University helping Quapaw Tribe build processing plant

Meat processing plant in Oklahoma expected to be operational by May 2017.

December 8, 2016

4 Min Read
University helping Quapaw Tribe build processing plant

The Quapaw Tribe is building a meat processing plant near Miami, Okla., and faculty from the University of Arkansas Dale Bumpers College of Agricultural, Food & Life Sciences and School of Law are collaborating to assist in the design and construction of the facility.

The plant, expected to be operational in May 2017, will also provide University of Arkansas students with opportunities for experience and training.

university_helping_quapaw_tribe_build_processing_plant_1_636167131174654613.jpgJanie Hipp, director of the Indigenous Food and Agriculture Initiative in the School of Law, speaks at the groundbreaking on Aug. 31. John Berrey, chair of the Quapaw Tribe and a 1991 U of A graduate, is to the right of Hipp, and H.L. Goodwin, Bumpers College professor and senior economist, is three spots to the right of Hipp. Photo by Anna McKibben

Harold Goodwin, a professor and senior economist for the Bumpers College, and Janie Hipp, director of the Indigenous Food & Agriculture Initiative in the School of Law, are helping with the business structure and completion of regulatory procedures. Mike Looper, head of the Bumpers College department of animal science, and Jason Apple, a professor of animal science, have provided input on design of the plant.

“It is envisioned there would be availability of the facilities for meat judging and grading training and also for food safety and meat processing training,” said Goodwin, who also works with the Indigenous Food & Agriculture Initiative. “Most likely, students involved would be from animal science and food science.”

Hipp said many Native American tribes have traditional cultural ties to food production.

“If you go back into individual tribes’ history on this continent, particularly before European contact, there were massive levels of food production,” said Hipp, who is a citizen of the Chickasaw Nation. “Tribes were not just hunting and gathering as ancient peoples on this continent; many tribes were involved in food production historically and remain deeply involved in food and agriculture today. Tribes all across the United States have a rich history in food production, and the Quapaw Tribe’s move into food processing and food science is an exciting next step.”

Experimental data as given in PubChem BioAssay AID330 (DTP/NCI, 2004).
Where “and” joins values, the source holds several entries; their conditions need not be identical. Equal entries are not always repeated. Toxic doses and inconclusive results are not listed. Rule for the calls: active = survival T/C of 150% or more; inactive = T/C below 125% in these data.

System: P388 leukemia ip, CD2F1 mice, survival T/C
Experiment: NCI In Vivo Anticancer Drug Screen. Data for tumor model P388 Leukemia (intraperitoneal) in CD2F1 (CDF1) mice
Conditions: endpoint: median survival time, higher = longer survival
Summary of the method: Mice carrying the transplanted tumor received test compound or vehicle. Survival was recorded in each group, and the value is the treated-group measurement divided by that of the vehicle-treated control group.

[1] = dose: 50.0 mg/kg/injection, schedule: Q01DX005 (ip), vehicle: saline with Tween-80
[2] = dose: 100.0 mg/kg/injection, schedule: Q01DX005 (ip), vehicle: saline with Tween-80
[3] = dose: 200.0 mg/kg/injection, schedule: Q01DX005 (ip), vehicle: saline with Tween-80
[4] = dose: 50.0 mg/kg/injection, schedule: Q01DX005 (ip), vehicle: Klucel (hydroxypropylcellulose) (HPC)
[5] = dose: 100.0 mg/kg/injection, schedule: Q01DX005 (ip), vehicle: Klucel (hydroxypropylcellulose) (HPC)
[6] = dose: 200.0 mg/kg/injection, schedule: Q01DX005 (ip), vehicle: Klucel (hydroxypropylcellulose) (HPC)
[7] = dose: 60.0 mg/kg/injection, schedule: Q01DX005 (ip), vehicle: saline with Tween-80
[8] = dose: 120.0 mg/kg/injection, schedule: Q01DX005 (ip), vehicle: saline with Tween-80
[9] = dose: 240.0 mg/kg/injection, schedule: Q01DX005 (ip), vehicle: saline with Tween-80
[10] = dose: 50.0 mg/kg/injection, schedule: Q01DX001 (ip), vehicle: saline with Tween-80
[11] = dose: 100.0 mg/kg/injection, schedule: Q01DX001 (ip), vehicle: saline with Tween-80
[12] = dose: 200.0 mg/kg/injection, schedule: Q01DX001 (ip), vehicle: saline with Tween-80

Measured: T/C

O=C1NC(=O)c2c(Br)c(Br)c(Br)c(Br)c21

The plant will include a classroom, laboratory and test kitchen and is being designed to process up to 50 animals per week.

“We have great expertise in meat and food science at (the University of Arkansas) and are the center of expertise for tribal agriculture and food because of the Indigenous Food & Agriculture Initiative,” Goodwin said. “The proximity of the plant to Fayetteville (Arkansas, about 90 minutes away) makes it ideal for joint collaboration between the first U.S. Department of Agriculture-certified beef and bison processing facility owned by a Native American tribe and a land-grant university.”

“It’s about building an economy that’s agriculture based that will support local businesses and feed local people, we’re hoping,” said John Berrey, chair of the Quapaw Tribe, a 1991 University of Arkansas graduate and a member of the alumni association’s national board of directors. “Really, it’s about taking advantage of our region and all the agriculture that takes place in this region. It’s a business opportunity, for sure. It gives us an outlet for our beef products. It also gives us an opportunity to take other people's product and process it. It’s both community development and economic development for the tribe.”

The tribe has cattle and bison on a ranch outside Miami. The ultimate goal of the ranch is to raise, slaughter, process, package and ship its own products to local businesses and stores, including the tribe’s restaurants in Quapaw Casino and Downstream Casino Resort.

“Regaining our health in Indian Country is very important,” Hipp said. “You’ve got to have access to foods that are healthy and that are readily available. Investment in local infrastructure to make healthy foods more readily available is part of an important step in healthy food access. Without that infrastructure, tribes, which live in remote areas, are literally just waiting for that next truck to go by.”

The cost of construction is $1 million, with $800,000 provided by the U.S. Department of Housing & Urban Development in grant funds. The tribe has applied for additional grants to help pay for equipment at the plant.

The tribe is also partnering with Northeastern Oklahoma A&M College, Oklahoma State University and Missouri State University.

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